Summary of the project
The marine coastal regions are largely affected by changes in climate (e.g. changes in sea level rise, precipitation and related changes in the hydrological cycle); moreover, the marginal seas and the continental shelves play an important role in biological productivity enhancing both air-sea CO2 exchanges and carbon sequestration. The amount of CO2 potentially absorbed from the ocean systems, and in particular from the Mediterranean Sea, is still uncertain (about 50%, on a decadal basis) and the mechanisms regulating the air-sea exchanges have not been clarified. The main objective of the project is to assess the mechanisms related toCO2 sequestration from the Italian Seas through the analysis of existing and newly collected data and to validate coupled hydrodynamic and ecosystem numerical models targeted to simulate the nutrient and carbon cycles in the water column, the carbon sequestration and the benthic-pelagic coupling.
The VECTOR project, assigned to CoNISMa by Italian Ministery for the University and Research, is carried out in collaboration with the main Italian research institutes, such as CNR, ENEA, ISPRA, CMCC, OGS and Stazione Zoologica “Anton Dohrn”. The scientific activities of VECTOR consist in 10 workpackages, aimed at studying the most significant impacts of climate changes on the Mediterranean marine environment and its role in carbon sequestration.
In order to draw future scenarios related to different mechanisms, five areas of study were selected: the Northern Adriatic shelf, the Central Adriatic coastal area, the Calabrian margin in the Ionian Sea, the Napoli Gulf and the Tuscan coast in the Tyrrhenian Sea. Besides these regions the Venice Lagoon (strongly modified by human activities) represents an additional site of particular interest being a low area, prone to flooding and a world heritage to be protected.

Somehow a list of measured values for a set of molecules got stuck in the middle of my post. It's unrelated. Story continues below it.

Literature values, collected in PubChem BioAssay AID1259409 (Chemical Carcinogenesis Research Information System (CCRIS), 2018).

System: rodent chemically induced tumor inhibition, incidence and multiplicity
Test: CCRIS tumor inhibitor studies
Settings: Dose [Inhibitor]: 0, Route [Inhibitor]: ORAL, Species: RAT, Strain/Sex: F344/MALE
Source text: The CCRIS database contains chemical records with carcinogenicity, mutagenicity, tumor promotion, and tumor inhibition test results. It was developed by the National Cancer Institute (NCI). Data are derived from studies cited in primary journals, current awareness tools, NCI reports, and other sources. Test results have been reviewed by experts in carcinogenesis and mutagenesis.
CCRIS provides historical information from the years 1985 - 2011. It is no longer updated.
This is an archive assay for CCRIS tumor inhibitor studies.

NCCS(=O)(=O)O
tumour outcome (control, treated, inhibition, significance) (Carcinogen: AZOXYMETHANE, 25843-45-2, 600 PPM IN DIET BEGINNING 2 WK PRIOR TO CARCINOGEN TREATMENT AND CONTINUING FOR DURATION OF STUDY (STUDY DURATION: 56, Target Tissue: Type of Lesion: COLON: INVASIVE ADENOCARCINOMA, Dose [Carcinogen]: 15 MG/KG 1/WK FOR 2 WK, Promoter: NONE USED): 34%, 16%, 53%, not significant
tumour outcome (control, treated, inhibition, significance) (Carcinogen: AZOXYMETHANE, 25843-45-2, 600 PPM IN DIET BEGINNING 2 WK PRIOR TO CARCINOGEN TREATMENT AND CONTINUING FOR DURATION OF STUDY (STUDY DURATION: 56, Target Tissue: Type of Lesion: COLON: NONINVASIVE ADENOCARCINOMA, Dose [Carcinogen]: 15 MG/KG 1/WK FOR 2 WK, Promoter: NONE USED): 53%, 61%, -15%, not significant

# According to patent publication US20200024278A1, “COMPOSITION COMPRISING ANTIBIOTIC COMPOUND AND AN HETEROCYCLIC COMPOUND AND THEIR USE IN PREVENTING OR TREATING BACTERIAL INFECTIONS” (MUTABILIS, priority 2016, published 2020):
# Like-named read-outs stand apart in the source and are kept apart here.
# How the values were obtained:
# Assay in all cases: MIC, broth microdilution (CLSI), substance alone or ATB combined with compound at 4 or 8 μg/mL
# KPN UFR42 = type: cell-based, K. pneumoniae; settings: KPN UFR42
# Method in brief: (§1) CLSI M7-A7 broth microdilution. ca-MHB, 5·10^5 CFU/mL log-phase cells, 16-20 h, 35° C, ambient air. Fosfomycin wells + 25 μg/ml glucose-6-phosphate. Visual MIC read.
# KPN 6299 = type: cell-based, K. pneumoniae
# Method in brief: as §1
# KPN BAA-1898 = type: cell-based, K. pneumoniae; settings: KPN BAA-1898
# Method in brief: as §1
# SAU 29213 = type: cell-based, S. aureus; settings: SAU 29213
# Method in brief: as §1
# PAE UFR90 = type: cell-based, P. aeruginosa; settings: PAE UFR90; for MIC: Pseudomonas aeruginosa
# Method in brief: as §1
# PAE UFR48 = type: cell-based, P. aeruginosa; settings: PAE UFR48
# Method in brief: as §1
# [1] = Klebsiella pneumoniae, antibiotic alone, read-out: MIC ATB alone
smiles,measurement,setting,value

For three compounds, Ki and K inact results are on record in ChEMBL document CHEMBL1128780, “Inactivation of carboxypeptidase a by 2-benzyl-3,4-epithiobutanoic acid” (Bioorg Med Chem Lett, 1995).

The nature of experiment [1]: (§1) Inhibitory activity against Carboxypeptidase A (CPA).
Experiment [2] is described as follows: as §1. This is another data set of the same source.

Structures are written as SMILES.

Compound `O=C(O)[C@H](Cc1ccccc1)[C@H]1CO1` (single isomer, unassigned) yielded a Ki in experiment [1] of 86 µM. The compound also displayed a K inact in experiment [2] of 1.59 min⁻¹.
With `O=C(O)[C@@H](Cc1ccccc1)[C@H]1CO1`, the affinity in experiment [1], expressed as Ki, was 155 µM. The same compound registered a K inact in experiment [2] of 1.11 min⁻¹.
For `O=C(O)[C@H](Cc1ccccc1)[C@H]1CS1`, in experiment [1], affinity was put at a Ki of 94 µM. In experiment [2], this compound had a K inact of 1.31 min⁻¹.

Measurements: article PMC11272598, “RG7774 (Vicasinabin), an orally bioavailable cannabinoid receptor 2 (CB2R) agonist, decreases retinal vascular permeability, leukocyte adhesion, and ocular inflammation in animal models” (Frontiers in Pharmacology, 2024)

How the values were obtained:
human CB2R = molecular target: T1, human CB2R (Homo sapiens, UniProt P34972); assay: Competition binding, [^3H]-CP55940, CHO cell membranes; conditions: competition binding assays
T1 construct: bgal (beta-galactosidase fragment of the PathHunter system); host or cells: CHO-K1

The research themes are developed into a number of specific objectives that concern: the modification and the extension of the coastal areas; the morphology of the backshore-foreshore-shoreface; the alongshore littoral transport; the aerosol transport from the sea to the coastal area; and finally the related impacts on the areas subject to anthropogenic activities as well as on freshwater reserves. These themes will be associated with those related to changes in the Venice lagoon, to the shelf and pelagic ecosystems, providing quantitative and qualitative estimates and budgets of the nutrient and carbon cycles.
As for the latter the main activities will concern:
- the kinetics of CO2 transfer from the atmosphere into the water column through mixing at the surface and storage into the deep waters; – the assessment of CO2adsorbed by the ocean and its spatial and temporal variability through direct measurements and numerical simulations;
- the assessment of positive or negative feedbacks generated by changes in the stratification, in the input of macro- and micro nutrients and in the functioning of the trophic web;
- the assessment of the carbon transformation within the trophic web and its vertical transfer by active physical/biogeochemical processes until its burial;
- the final carbon sequestration in the sediment and its separation from the system at centennial time scales.
The aims are to:
- define, with adequate accuracy and spatial-temporal coverage, sources and sinks for CO2 at the air/sea and land/sea interfaces;
- improve the understanding of the carbon cycle and the sensitivity to global changes, providing significant data on the atmospheric CO2 levels for the next 200 years;
- to develop predictions on the behavior of the ocean towards carbon sequestration;
- to provide data related to the capacity of carbon absorption of the Italian seas, to be used in the International negotiations.
Actually 29 cruises are conducted for more than 209 days at sea, using a remarkable effort both of men, scientifical and economical resources. Preliminary results of activities are discussed during the 1st and the 2nd VECTOR annual Workshop.
Area of study
The Venice Lagoon, the Northern Adriatic shelf, the Central Adriatic coastal area, the Calabrian margin in the Ionian Sea, the Napoli Gulf, the Tuscan coast in the Tyrrhenian Sea and the whole Mediterranean Sea.
TimeTable for activities
February 2006 – Autumn 2010